Author: Frank Marguier
When I was a young executive, I questioned the value of traders which, in my view, were just acting as a middle man between two main actors of the supply chain network.
At a time where data is abundant and communication is fast-paced, one could easily imagine that suppliers and customers could seamlessly work together in harmony, thereby avoiding a third party such as a trader. However, it’s just not that simple, there are many purchasing situations and supply chain nuances that have proven traders play a critical role in the supply chain.
For instance, a global business trader uses either a customer request and tries to find suppliers able to match the demand, or the trader receives a product or services offer from a supplier that he presents to different customers. In the case where the trader cannot find an immediate customer, they might either reject the product or service or choose to store the merchandise (because it’s perceived value and/or a unique offer) and take on the cost of warehousing at the risk of not being able to re-sell it with margin or, even worse, not to sell it at all. To ensure customer confidence, the trader must be an expert in their area and understands the various degrees of quality and will attract the right customer. The trader must also have confidence in what they stock in the event he cannot find a customer right away.
Goods sold from country “A” with currency “A” and sold inside a different currency “B” may suffer fluctuation resulting in diminishing or raising the value during the period of the deal which may take several weeks. Because of this, the trader might work with a hedging financial instrument to make sure that the company will not lose money on currency uncertainty. These hedging instruments, provided by banks, allow the firm to gain on one side what is lost on the other side, thereby acting as if the currency is fixed.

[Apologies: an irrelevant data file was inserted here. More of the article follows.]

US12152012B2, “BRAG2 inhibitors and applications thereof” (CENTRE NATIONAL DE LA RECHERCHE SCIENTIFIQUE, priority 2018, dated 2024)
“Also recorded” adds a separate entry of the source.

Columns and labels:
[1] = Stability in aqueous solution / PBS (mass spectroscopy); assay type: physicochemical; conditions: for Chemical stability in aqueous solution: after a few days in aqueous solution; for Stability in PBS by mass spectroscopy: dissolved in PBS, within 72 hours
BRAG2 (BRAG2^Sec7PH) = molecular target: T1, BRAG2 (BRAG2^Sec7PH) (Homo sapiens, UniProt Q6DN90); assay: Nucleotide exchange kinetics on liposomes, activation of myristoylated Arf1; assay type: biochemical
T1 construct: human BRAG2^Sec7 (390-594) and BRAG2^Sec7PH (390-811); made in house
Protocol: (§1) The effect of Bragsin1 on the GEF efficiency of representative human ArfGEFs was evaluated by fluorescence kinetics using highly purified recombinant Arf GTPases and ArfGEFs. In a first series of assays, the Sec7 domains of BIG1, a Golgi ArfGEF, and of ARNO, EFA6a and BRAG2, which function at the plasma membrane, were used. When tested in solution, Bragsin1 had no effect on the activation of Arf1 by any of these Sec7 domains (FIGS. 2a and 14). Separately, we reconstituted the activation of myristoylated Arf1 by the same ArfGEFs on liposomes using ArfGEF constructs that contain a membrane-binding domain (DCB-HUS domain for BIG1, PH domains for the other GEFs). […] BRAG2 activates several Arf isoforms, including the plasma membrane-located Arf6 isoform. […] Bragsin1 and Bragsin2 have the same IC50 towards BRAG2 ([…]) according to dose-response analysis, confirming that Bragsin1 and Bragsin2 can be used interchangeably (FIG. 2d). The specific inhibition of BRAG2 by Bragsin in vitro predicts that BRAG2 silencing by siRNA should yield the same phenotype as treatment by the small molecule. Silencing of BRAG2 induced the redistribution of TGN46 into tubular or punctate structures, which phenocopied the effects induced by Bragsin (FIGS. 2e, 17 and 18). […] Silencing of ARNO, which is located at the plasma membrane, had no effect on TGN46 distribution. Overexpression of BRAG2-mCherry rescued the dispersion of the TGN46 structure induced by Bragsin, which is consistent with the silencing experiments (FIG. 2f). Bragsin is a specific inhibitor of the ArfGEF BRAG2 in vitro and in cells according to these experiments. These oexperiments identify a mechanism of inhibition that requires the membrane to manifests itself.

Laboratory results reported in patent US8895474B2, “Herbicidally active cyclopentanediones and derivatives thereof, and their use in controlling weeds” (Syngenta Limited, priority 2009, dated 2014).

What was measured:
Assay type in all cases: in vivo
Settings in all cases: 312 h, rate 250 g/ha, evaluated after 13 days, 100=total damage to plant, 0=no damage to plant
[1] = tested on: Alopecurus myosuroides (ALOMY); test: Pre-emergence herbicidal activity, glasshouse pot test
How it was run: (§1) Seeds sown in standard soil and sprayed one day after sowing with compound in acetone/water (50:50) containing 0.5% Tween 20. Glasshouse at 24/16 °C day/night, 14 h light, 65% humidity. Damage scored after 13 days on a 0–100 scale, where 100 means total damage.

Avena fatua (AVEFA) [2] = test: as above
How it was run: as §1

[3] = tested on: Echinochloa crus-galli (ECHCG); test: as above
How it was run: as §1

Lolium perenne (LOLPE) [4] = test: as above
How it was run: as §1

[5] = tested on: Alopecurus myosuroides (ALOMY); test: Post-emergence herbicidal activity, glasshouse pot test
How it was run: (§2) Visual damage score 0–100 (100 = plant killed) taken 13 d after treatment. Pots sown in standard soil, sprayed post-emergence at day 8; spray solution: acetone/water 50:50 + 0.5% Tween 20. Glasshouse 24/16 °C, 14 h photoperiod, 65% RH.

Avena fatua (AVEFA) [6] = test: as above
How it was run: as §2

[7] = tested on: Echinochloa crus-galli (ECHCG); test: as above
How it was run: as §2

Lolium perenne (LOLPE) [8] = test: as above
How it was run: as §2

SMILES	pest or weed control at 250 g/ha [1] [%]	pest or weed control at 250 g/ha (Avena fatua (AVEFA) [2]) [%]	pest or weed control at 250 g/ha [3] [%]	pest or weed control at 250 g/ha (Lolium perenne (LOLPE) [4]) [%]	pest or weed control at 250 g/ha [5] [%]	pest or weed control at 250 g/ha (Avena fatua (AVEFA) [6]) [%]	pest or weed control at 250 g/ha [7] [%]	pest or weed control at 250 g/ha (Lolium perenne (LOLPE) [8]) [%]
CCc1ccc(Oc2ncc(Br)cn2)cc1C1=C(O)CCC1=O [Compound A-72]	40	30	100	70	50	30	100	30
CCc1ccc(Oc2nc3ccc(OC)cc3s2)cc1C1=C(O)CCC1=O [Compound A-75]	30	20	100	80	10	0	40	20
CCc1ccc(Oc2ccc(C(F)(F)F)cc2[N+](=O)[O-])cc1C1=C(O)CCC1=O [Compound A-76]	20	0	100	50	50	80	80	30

Considering a customer could be in any country, the trader needs to avoid risk by ensuring the payment is made in advance or is in the form of a letter of Credit (L/C) through a banking partner. Nevertheless, an L/C taken through a banking partners is no simple task, a plethora of documents need to be processed and made available during the logistics process.
The trader must plan and execute the logistics thoroughly by organizing and making sure the goods go through the various transportation vehicles at the right price to bring the goods to the final destination in good quality with a decent margin. To illustrate the goods might go through a truck, customs, boat, container handling, storage, customs, truck again, and final materials handling. The goods must be insured and might also have to go through an reestablished quality gate to ensure that the shipment manifest agrees with the requested order. All this is performed by third parties which each have corresponding costs. These costs need to be planned and executed in a flawless process, otherwise, there will be additional costs that will impact the final margin. So, along this entire complex process, the trader is essentially playing the role of a logistics architect.
Lastly, the trader is also a financial controller as he needs to still realize margin at the end of the deal in order to survive for the next opportunity. Since the volume of a transaction is sometimes huge, a small error in one step of the process might have strong negative margin implications and endanger the whole company.
As you can see, a trading company is not only an expert connection in the supply chain network, they are also a hedging agent, a logistics architect, and a financial controller. They really are the glue that makes the supply chain work.
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